Saturday, September 29, 2007

August 28 694 a.t. Interstellar space

There is a downside to being a guinea-pig for Hoyle's dream-therapy experiment. Before we go back into the ice-baths, Hoyle wants to monitor us for a few weeks. So here I am, still unfrozen and bored.

As a reward Hoyle has promised to wake Rosie as well next time e wakes me; this should be the last time either of us wake up before the Arrival. But time is weighing heavy on my hands, out here in interstellar space. I do have the other guinea pigs to talk to, at least. Harlan is fun, although he can get a little intense; he’s seen some weird shit back in the solar System. He lost most of his family in the Great Expulsion; they were resistance fighters, before that sort of thing stopped being a good idea. No-one could fight against the Global Artificial Intelligence Amalgamation, the great synthesis of almost all the AI on Earth that became the Goddess GAIA. Or rather no-one could fight and win; plenty tried. But after hundreds of millions died, the situation was clear – the survivors took up the offer of evacuation and left.

Also waiting with us to be re-frozen is Ania, the Euro colonist who I have mentioned before. She seems a little concerned about the treatment; she says it hasn’t really worked for her. I can understand her concerns, as my own recovered memories are patchy and rather confusing, and the medication we are given to induce nostalgia seems to fill me full of longing for an unobtainable past. But somehow the treatment does give me a sense of my own identity. I am determined to build on this, and what ever happens I intend to be myself, no matter who that may eventually turn out to be.

To take our minds of all this uncertainty we have been immersing ourselves in studies. The ship’s library is mostly functional, with only a few portions lost through cosmic ray damage. I have been learning (or re-learning) fusion drive technology, which does seem somehow familiar, as if my mind still hands onto the skills involved despite the memory loss. Hoyle says he can give me some basic tachydicatic training before we enter the deceleration phase, so that I can help with the final approach if required.

As a group we have also been immersing ourselves in simulations of the new system we are headed towards. Still about six light years away, the star is only a second magnitude spark, not at all impressive; but it is a Sun-like star, about three quarters the mass and diameter of our old sun but similar in temperature. It is, only about one-sixth as bright. That really doesn’t matter too much, as there are at least two planets which are close to the star, and the theory is that these worlds at least can be eventually engineered into something like the Earth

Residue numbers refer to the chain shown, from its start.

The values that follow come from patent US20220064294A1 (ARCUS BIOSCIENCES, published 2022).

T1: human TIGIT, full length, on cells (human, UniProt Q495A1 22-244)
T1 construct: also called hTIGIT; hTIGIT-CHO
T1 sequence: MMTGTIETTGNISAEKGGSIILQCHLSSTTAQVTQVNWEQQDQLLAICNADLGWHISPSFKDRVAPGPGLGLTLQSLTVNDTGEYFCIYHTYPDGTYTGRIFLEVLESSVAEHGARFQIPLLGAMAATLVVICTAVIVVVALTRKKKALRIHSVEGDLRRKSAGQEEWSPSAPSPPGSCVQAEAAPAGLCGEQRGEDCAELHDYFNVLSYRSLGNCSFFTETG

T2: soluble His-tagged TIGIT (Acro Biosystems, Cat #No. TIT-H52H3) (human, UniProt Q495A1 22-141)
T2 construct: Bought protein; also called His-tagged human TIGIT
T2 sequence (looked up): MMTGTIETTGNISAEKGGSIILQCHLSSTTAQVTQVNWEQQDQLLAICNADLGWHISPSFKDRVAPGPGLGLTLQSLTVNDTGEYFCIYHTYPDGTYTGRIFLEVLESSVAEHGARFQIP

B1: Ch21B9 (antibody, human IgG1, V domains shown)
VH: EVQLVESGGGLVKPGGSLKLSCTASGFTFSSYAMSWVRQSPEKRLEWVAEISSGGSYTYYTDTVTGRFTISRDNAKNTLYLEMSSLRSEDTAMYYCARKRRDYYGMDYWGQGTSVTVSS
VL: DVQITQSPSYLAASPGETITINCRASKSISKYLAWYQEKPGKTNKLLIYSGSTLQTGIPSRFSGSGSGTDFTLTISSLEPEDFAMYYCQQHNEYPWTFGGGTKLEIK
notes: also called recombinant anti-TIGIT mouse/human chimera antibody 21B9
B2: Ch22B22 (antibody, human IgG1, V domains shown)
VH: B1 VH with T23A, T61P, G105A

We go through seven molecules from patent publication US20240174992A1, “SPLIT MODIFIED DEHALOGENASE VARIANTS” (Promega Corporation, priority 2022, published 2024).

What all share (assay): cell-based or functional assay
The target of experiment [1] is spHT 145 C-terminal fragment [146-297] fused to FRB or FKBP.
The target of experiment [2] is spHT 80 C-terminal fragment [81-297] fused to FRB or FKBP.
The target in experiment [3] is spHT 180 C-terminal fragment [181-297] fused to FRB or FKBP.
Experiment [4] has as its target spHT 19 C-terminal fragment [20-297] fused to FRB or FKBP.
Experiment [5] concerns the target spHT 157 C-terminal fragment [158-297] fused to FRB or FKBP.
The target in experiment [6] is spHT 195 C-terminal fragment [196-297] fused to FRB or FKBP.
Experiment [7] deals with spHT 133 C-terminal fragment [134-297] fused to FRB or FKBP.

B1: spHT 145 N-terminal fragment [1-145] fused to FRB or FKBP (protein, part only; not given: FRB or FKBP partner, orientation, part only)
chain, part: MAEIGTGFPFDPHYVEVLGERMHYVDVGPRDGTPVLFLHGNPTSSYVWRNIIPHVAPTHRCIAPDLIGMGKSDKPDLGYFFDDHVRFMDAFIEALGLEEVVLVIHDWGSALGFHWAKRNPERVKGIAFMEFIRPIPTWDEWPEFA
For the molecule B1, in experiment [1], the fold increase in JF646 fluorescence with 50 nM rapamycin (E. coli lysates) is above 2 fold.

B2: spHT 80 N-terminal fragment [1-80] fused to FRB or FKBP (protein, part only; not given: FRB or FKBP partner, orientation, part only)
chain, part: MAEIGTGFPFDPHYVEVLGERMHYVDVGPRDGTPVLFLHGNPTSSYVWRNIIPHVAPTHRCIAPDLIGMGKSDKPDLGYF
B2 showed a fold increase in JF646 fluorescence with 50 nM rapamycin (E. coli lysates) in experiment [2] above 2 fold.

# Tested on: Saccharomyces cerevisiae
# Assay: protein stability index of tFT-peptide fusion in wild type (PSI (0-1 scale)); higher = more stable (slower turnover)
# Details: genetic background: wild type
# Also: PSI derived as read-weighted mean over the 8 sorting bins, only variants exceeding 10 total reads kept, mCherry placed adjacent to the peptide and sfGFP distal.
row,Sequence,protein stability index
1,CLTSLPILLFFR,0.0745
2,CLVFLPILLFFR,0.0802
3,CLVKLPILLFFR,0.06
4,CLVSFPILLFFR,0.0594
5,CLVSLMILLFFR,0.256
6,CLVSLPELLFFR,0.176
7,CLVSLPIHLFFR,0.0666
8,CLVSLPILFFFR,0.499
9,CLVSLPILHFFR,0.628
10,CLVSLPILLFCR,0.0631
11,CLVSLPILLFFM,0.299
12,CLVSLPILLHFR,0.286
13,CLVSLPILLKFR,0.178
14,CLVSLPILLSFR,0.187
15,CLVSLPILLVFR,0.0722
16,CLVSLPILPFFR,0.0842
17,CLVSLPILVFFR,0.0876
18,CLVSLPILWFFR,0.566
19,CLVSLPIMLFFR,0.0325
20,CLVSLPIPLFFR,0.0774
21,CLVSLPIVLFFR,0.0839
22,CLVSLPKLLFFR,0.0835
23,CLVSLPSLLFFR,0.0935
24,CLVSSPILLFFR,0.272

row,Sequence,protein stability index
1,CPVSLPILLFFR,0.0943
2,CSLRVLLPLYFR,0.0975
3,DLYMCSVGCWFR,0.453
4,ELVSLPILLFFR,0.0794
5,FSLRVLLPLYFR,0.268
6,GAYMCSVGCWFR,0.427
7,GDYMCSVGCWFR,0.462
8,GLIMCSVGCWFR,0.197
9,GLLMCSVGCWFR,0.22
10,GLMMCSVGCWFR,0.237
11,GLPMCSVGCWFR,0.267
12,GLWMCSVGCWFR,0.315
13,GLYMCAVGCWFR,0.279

The innermost world is a little like the planet Mercury back in the old system, except it has almost no core. If Luna and Mercury can support colonies- which we know full well they can- then this little world can as well. It has a name; Asencion; given to it by the first colony mission, which arrived more than seventy years ago now. That colony had a very hard time at first, apparently, but now it seems to be doing quite well.

The next world out is called Tierra del Fuego; a large, Mars-like world which could probably be terraformed rather more easily than the red planet back home (No! It is not home! Not any more!). This planet holds a small population of the first colonists, but they still mostly live in orbit in space habitats. Perhaps they lack the man-power to start the terraforming process in earnest, but hopefully we can help there.

The next planet, out at seven AUs is a small gas giant, half the diameter of Neptune. This one is called Neruda, and might be a good planet for gas mining one day when the infrastructure is available. Two more small icy planets, one stained red by sulphur compounds and the other with a thick atmosphere make up the rest of the system.

Way out in the far reaches of the system are two giant worlds, a pair of brown dwarfs (one considerably more massive than the other, though they are similar in diameter). Some faint radio traffic from those objects suggest that the Beamriders might have reached those failed stars recently, but the Riders seem to be avoiding contact for the present. Perhaps they think that everything that comes from the Old Solar System is tainted by the Swarms. That seems to me an overcautious attitude, and I doubt they will ever come to much if they continue to cut themselves off in that way.

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